Wednesday, February 20, 2008

Bikur HaTizmoret [The Band's Visit]

Eran Kolirin's first feature film as director and screenwriter is a sweet, funny melody from start to finish, a film about roads taken and not taken, opportunities lost and found. From the first frames of The Band's Visit, in which a driver clangs open the back doors of a white minivan and fishes out an absurd yellow beach ball, it was clear that we were in for 87 minutes of visually delicious film. After a few more minutes wandering the caverns of the new Ben Gurion International Airport with the Alexandria Ceremonial Police Orchestra I was laughing and groaning and terribly attached to the members of the band.

A confusion between "Petach Tikva" and "Beit HaTikva" strands our Egyptian heroes in a tiny hamlet somewhere in the Israeli desert, stuck to cope until the next day, when the next bus will drive by. They are lost, and so are their Israeli hosts, caught between generations of viewing uniformed Egyptians as the enemy and normal human pity for the lost and clearly harmless musicians.

Gradually, over the 24 hours, the band and their hosts get to know one another a bit, exchanging the sort of confidences one tells a person who will be gone tomorrow and never return. Some of these confidences are sad, and some are achingly funny -- I will not ruin any of them by saying too much. This very light little film works perfectly on several levels at once, as a human comedy, as political commentary with a feather touch, and as an exploration of regret and redemption.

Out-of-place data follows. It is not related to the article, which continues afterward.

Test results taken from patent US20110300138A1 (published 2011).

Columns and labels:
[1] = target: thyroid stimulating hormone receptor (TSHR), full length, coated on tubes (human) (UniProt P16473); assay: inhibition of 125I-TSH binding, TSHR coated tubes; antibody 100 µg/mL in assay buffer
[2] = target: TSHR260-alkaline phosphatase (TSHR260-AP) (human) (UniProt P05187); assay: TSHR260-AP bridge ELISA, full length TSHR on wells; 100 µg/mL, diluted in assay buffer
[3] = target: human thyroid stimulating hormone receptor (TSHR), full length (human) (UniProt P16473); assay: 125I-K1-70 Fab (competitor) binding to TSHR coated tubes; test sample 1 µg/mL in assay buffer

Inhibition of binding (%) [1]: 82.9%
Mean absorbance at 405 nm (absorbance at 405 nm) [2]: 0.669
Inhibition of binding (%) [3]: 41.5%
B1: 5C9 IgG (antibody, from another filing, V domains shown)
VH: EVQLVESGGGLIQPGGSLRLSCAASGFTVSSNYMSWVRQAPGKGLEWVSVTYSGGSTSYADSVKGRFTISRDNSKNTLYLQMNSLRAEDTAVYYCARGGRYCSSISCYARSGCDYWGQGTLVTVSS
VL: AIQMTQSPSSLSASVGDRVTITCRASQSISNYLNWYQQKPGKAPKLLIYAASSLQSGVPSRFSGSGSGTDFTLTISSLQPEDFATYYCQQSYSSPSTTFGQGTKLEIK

The film has won 24 major awards, all deserved, including "Un Certain Regard - Jury Coup de Coeur" at Cannes for Eran Kolirin, a European Film Award for Best Actor for Sasson Gabai, and a sweep of 8 awards out of 13 nominations for Israeli Film Awards (the Israeli equivalent of an Oscar) including Best Actor for Sasson Gabai, Best Actress for Ronit Elkabetz (who is mesmerizing), Best Supporting Actor for Saleh Bakri, as well as Best Film, Best Director, Best Music, Best Costumes, and Best Screenplay. All this, and it is not among the Oscar nominees for Best Foreign Film, because too much of the dialogue is in English!

By the way, if I could give an award for Best Subtitles, I would give it to Bikur HaTizmoret. The English translation of the Hebrew dialogue is spot-on and manages to preserve the humor, no small accomplishment. It is not showing on many screens, but it is a gem -- if you have the chance, see it!

Thumbs UP!


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